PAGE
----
On Mon, Sep 19, 2011 at 7:19 AM, Johan De Meersman <vegivamp@stripped>wrote:
> ----- Original Message -----
> > From: "Hank" <heskin@stripped>
> > While running a -rq on a large table, I got the following error:
> > myisamchk: warning: Duplicate key for record at 54381140 against
> > record at 54380810
> > How do I find which records are duplicated (without doing the typical
> > self-join or "having cnt(*)>1" query)? This table has 144 million
> > rows, so that's not really feasible.
> Given that the error is a duplicate *key*, "select <key> from <table>
> by <key> having count(<key>) > 1" is an index-covered query, and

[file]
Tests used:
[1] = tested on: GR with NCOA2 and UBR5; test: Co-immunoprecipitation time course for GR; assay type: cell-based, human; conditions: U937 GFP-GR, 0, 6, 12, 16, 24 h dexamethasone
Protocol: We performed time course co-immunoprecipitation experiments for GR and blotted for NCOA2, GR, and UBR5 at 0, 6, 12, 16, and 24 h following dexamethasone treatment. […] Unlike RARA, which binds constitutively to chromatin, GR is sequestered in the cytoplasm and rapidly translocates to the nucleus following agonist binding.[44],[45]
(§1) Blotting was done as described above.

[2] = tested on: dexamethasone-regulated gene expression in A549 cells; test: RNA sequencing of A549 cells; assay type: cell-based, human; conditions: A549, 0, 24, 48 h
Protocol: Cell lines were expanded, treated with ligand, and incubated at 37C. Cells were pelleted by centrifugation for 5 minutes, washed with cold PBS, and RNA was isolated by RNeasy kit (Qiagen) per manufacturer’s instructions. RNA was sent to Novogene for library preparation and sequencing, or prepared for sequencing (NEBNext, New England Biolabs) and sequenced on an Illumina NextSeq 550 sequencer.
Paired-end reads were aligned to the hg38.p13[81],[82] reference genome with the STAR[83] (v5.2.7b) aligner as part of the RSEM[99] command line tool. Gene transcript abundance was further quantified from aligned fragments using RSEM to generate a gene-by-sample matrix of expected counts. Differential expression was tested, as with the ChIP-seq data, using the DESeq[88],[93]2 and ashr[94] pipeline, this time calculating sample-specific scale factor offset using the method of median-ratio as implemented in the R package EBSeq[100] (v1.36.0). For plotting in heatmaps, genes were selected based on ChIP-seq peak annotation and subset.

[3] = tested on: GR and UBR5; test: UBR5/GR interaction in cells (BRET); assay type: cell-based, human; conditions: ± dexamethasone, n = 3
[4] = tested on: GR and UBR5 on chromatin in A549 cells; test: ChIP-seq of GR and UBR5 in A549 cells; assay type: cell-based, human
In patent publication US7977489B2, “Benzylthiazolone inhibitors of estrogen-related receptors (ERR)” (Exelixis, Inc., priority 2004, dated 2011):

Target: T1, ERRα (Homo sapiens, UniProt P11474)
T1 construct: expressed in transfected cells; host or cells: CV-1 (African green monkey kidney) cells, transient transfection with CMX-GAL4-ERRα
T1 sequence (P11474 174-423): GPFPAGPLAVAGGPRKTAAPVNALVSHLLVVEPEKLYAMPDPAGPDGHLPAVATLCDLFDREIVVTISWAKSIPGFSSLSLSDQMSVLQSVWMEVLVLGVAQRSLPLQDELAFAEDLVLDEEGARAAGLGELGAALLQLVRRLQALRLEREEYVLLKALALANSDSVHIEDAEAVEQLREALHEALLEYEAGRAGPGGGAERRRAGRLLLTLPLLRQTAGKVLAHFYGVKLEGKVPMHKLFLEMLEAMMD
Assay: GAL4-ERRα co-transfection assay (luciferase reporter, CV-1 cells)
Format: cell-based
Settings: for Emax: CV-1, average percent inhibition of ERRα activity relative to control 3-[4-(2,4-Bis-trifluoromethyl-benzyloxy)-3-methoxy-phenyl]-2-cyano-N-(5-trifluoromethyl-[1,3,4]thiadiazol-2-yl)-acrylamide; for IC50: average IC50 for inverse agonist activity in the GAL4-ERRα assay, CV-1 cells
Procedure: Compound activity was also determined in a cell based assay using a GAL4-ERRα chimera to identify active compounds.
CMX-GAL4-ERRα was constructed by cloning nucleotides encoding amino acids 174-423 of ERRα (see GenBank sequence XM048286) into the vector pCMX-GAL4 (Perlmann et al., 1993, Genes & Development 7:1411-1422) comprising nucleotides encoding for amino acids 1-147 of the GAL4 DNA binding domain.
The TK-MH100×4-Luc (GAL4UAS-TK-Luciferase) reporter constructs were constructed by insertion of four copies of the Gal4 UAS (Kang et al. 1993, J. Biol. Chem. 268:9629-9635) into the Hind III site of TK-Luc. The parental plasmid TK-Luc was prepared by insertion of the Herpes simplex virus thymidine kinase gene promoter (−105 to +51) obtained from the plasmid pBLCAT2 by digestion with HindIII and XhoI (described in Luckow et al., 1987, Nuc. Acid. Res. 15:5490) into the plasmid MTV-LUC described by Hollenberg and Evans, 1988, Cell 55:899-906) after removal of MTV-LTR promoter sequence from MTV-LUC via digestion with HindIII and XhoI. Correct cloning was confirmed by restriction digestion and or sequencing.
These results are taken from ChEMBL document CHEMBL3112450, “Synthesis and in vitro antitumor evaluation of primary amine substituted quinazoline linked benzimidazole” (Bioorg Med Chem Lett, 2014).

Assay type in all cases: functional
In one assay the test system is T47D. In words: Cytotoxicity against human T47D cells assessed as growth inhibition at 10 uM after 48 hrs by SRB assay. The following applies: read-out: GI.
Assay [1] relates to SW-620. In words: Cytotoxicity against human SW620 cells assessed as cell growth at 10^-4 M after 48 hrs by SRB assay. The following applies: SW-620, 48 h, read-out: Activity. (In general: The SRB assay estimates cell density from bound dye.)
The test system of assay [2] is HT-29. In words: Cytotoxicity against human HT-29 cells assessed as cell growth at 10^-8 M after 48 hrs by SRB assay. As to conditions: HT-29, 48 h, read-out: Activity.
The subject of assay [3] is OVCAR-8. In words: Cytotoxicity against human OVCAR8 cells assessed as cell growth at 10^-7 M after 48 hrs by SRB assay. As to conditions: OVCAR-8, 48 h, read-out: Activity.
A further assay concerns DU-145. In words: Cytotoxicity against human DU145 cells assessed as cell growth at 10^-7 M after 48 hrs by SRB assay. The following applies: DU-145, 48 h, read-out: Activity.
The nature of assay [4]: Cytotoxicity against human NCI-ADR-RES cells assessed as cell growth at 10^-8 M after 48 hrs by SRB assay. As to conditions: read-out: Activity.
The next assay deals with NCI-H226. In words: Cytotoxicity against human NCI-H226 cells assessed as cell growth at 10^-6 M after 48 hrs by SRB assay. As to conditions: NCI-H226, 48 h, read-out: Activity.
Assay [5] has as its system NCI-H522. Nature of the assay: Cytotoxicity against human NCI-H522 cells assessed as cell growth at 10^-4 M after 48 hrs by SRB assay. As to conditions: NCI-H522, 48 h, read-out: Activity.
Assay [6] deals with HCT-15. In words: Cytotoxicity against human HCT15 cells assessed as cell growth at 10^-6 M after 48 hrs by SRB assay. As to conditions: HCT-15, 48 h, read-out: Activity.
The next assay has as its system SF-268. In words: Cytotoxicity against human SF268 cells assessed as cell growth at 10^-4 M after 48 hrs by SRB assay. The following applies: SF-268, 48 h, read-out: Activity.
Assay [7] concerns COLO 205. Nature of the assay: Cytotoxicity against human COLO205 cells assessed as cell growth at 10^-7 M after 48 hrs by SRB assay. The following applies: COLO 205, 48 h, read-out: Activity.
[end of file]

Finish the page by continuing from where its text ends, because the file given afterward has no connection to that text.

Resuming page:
> should thus
> be perfectly feasible :-)
> What I'm not so sure about, is wether the duplicate key will show up
> correctly in the index - as that index may be marked corrupt - and so, if it
> falls back to a full tablescan, it's indeed going to take a long time. If it
> does, however, there's no other option anyway: the only way to do it fast is
> an index, and that index is untrustworthy.
Exactly - I can't create an index on the table until I remove the duplicate
records. I suppose I could create a non-unique index on the key fields, and
try that, but then I'd have to (1) create that index, and then (2) do the
full table scan query. Either way, it's going to take a tremendous amount
of time to do that.
Alternatively, it would be most helpful if the tools provided that find and
output the offending record block #s also provided a quick way to actually
print out those offending rows so I could track down how they got in there
in the first place.